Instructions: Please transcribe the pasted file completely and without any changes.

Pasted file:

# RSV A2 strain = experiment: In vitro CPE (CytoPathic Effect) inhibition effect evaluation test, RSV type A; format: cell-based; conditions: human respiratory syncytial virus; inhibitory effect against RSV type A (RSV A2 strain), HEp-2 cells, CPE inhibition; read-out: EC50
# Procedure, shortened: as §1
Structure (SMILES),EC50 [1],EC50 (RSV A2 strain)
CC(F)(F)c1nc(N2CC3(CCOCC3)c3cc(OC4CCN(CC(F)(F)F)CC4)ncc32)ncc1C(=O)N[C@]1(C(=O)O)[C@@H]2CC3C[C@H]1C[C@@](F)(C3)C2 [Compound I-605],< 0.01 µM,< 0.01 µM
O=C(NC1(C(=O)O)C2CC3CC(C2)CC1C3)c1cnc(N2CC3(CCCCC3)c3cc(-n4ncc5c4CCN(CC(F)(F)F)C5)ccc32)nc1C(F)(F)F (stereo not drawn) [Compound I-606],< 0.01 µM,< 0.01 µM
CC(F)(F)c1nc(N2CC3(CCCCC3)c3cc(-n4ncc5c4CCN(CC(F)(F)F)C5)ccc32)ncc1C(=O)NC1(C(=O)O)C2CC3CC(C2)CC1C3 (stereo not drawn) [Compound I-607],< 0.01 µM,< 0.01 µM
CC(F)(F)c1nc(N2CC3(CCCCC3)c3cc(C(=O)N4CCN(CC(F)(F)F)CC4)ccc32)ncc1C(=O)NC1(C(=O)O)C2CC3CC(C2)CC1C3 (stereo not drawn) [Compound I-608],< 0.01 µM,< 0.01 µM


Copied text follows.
# RSV A2 strain = experiment: In vitro CPE (CytoPathic Effect) inhibition effect evaluation test, RSV type A; format: cell-based; conditions: human respiratory syncytial virus; inhibitory effect against RSV type A (RSV A2 strain), HEp-2 cells, CPE inhibition; read-out: EC50
# Procedure, shortened: as §1
Structure (SMILES),EC50 [1],EC50 (RSV A2 strain)
CC(F)(F)c1nc(N2CC3(CCOCC3)c3cc(OC4CCN(CC(F)(F)F)CC4)ncc32)ncc1C(=O)N[C@]1(C(=O)O)[C@@H]2CC3C[C@H]1C[C@@](F)(C3)C2 [Compound I-605],< 0.01 µM,< 0.01 µM
O=C(NC1(C(=O)O)C2CC3CC(C2)CC1C3)c1cnc(N2CC3(CCCCC3)c3cc(-n4ncc5c4CCN(CC(F)(F)F)C5)ccc32)nc1C(F)(F)F (stereo not drawn) [Compound I-606],< 0.01 µM,< 0.01 µM
CC(F)(F)c1nc(N2CC3(CCCCC3)c3cc(-n4ncc5c4CCN(CC(F)(F)F)C5)ccc32)ncc1C(=O)NC1(C(=O)O)C2CC3CC(C2)CC1C3 (stereo not drawn) [Compound I-607],< 0.01 µM,< 0.01 µM
CC(F)(F)c1nc(N2CC3(CCCCC3)c3cc(C(=O)N4CCN(CC(F)(F)F)CC4)ccc32)ncc1C(=O)NC1(C(=O)O)C2CC3CC(C2)CC1C3 (stereo not drawn) [Compound I-608],< 0.01 µM,< 0.01 µM